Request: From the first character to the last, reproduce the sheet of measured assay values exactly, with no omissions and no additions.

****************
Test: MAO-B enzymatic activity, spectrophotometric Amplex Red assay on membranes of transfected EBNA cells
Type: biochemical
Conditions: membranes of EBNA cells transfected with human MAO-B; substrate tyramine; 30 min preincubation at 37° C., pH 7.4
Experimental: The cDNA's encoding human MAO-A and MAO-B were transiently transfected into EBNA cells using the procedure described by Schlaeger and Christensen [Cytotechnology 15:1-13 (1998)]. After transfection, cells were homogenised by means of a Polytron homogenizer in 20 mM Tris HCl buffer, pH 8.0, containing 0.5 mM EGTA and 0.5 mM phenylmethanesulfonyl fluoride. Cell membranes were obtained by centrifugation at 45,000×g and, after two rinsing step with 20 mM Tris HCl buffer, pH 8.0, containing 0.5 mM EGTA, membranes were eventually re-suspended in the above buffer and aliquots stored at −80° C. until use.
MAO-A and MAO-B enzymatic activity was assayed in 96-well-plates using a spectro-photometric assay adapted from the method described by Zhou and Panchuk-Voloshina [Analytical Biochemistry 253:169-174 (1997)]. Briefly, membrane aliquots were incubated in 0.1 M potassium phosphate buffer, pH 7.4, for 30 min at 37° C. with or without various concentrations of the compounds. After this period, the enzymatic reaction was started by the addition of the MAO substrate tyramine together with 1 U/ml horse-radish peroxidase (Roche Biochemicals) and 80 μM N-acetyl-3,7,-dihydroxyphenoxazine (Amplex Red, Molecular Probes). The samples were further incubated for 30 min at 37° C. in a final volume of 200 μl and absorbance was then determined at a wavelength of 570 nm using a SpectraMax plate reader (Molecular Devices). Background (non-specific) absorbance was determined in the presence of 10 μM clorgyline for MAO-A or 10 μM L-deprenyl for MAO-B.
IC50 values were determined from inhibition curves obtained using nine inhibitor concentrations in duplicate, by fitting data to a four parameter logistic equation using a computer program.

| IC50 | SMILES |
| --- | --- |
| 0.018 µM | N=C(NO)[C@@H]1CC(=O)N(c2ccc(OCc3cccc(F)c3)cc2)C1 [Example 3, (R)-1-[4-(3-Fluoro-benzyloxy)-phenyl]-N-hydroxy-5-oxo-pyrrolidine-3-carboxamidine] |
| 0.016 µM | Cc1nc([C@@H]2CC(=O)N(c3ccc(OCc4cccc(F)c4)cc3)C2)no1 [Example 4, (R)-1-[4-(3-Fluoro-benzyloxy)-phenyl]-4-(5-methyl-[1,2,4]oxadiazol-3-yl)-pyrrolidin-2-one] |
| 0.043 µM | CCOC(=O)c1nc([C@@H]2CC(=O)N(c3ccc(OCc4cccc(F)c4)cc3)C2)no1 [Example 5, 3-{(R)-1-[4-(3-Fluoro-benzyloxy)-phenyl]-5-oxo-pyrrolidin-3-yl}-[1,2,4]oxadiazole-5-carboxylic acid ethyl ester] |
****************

Test: MAO-B enzymatic activity, spectrophotometric Amplex Red assay on membranes of transfected EBNA cells
Type: biochemical
Conditions: membranes of EBNA cells transfected with human MAO-B; substrate tyramine; 30 min preincubation at 37° C., pH 7.4
Experimental: The cDNA's encoding human MAO-A and MAO-B were transiently transfected into EBNA cells using the procedure described by Schlaeger and Christensen [Cytotechnology 15:1-13 (1998)]. After transfection, cells were homogenised by means of a Polytron homogenizer in 20 mM Tris HCl buffer, pH 8.0, containing 0.5 mM EGTA and 0.5 mM phenylmethanesulfonyl fluoride. Cell membranes were obtained by centrifugation at 45,000×g and, after two rinsing step with 20 mM Tris HCl buffer, pH 8.0, containing 0.5 mM EGTA, membranes were eventually re-suspended in the above buffer and aliquots stored at −80° C. until use.
MAO-A and MAO-B enzymatic activity was assayed in 96-well-plates using a spectro-photometric assay adapted from the method described by Zhou and Panchuk-Voloshina [Analytical Biochemistry 253:169-174 (1997)]. Briefly, membrane aliquots were incubated in 0.1 M potassium phosphate buffer, pH 7.4, for 30 min at 37° C. with or without various concentrations of the compounds. After this period, the enzymatic reaction was started by the addition of the MAO substrate tyramine together with 1 U/ml horse-radish peroxidase (Roche Biochemicals) and 80 μM N-acetyl-3,7,-dihydroxyphenoxazine (Amplex Red, Molecular Probes). The samples were further incubated for 30 min at 37° C. in a final volume of 200 μl and absorbance was then determined at a wavelength of 570 nm using a SpectraMax plate reader (Molecular Devices). Background (non-specific) absorbance was determined in the presence of 10 μM clorgyline for MAO-A or 10 μM L-deprenyl for MAO-B.
IC50 values were determined from inhibition curves obtained using nine inhibitor concentrations in duplicate, by fitting data to a four parameter logistic equation using a computer program.

| IC50 | SMILES |
| --- | --- |
| 0.018 µM | N=C(NO)[C@@H]1CC(=O)N(c2ccc(OCc3cccc(F)c3)cc2)C1 [Example 3, (R)-1-[4-(3-Fluoro-benzyloxy)-phenyl]-N-hydroxy-5-oxo-pyrrolidine-3-carboxamidine] |
| 0.016 µM | Cc1nc([C@@H]2CC(=O)N(c3ccc(OCc4cccc(F)c4)cc3)C2)no1 [Example 4, (R)-1-[4-(3-Fluoro-benzyloxy)-phenyl]-4-(5-methyl-[1,2,4]oxadiazol-3-yl)-pyrrolidin-2-one] |
| 0.043 µM | CCOC(=O)c1nc([C@@H]2CC(=O)N(c3ccc(OCc4cccc(F)c4)cc3)C2)no1 [Example 5, 3-{(R)-1-[4-(3-Fluoro-benzyloxy)-phenyl]-5-oxo-pyrrolidin-3-yl}-[1,2,4]oxadiazole-5-carboxylic acid ethyl ester] |